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California Drug Sentencing Reform Could Keep Non-Violent Offenders Out Of Prison System

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SAN FRANCISCO -- A bill that passed the California State Senate earlier this week has the potential to fundamentally change the way the state deals with its non-violent drug offenders.

The legislation, introduced by State Senator Mark Leno (D-San Francisco), gives local officials more flexibility in how they decide to charge individuals convicted of non-violent drug crimes. This flexibility could ultimately lead to California incarcerating fewer of its citizens, the measure's backers argue.

"One of the best ways to promote lower crime rates is to provide low-level offenders with the rehabilitation they need to successfully reenter their communities," said Leno in a statement. "However, our current laws do just the opposite. We give non-violent drug offenders long terms, offer them no treatment while they're incarcerated, and then release them back into the community with few job prospects or opportunities to receive an education."

Current California law mandates that certain drugs be charged as either misdemeanors or felonies, while others are categorized as "wobblers," in which prosecutors and judges decide for themselves on a punishment. For example, marijuana possession is always a misdemeanor and cocaine is always felony; however, meth is a wobbler. The bill, which does not apply to anyone selling or manufacturing drugs, would turn all simple possession cases in wobblers.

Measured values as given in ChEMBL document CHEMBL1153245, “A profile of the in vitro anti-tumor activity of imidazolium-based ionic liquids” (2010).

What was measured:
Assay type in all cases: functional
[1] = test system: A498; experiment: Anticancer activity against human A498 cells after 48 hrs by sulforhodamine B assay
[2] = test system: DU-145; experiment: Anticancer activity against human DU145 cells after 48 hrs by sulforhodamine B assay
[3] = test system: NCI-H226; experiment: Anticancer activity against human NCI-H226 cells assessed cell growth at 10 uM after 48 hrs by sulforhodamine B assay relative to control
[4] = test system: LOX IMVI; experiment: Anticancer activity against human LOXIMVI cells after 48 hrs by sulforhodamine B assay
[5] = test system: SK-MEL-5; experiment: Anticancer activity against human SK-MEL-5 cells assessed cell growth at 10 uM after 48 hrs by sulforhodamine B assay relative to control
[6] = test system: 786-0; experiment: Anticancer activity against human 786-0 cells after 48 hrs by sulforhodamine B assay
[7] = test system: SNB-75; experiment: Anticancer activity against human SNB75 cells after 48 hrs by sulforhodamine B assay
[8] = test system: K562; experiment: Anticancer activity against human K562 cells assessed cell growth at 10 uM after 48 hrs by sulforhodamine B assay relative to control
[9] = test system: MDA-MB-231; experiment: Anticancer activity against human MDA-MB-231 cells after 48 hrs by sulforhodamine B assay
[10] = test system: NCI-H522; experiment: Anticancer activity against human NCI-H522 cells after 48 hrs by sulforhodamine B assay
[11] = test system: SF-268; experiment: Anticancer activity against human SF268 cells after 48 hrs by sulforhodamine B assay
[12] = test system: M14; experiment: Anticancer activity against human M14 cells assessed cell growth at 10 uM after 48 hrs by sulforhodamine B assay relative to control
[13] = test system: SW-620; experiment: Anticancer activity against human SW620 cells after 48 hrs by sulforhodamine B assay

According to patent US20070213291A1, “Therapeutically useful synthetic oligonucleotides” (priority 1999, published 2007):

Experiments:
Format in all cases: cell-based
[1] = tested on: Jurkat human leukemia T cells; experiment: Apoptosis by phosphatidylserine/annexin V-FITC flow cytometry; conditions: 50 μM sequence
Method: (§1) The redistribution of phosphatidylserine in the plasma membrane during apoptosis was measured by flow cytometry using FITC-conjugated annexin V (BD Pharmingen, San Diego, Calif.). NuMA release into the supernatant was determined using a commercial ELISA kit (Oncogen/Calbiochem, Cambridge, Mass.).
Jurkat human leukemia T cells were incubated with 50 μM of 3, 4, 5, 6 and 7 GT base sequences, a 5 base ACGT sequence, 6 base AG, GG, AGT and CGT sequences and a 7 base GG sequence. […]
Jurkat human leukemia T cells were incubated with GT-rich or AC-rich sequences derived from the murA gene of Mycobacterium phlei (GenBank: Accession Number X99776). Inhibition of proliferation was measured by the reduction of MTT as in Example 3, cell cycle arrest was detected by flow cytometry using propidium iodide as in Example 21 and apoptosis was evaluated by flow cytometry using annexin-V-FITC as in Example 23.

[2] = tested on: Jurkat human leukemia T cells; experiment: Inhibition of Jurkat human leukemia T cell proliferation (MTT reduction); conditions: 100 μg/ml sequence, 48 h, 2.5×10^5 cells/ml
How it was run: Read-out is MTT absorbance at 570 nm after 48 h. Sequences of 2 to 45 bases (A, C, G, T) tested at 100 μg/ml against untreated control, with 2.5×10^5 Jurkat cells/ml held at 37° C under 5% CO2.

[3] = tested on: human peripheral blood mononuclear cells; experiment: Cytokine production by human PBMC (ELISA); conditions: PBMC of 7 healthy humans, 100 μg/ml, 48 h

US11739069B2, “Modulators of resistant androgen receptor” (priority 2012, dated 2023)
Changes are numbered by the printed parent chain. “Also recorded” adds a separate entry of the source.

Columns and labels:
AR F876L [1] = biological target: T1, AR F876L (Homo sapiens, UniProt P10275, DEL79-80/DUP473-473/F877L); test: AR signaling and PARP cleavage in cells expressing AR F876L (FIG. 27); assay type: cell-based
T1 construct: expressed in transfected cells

Leno expects that giving local prosecutors and judges the ability the charge and sentence some offenses as misdemeanors instead of felonies would both direct more people into rehabilitation programs rather than having them serve hard time and also free up about $159 million annually for said rehabilitation programs.

It could also help the long term life trajectories of some offenders. "[Someone having a felony on his or her record] means that they're unable to find employment, often times unable to get housing," Kim Horiuchi of the American Civil Liberties Union told ABC San Francisco. "So, when we don't provide folks with every opportunity to become productive members of society, it's not that surprising that many folks turn back to drugs."

Even so, much of the California's law enforcement community opposes the legislation. "Undoubtedly, drugs such as heroin and cocaine are highly addictive. Most would concede that drug additions destroy lives and families, and are damaging to society," wrote the California District Attorneys Association in its official argument against the bill. "Minimizing the consequences of addictive and destructive behavior does not make it less addictive or destructive."

Cory Salzillo, the group's legislative director, told HuffPost in an interview earlier this year that his organization was weary of the bill because it "sends the...message that drug possession isn't as serious as it used to be."

The next step for the bill is a hearing before the California State Assembly.

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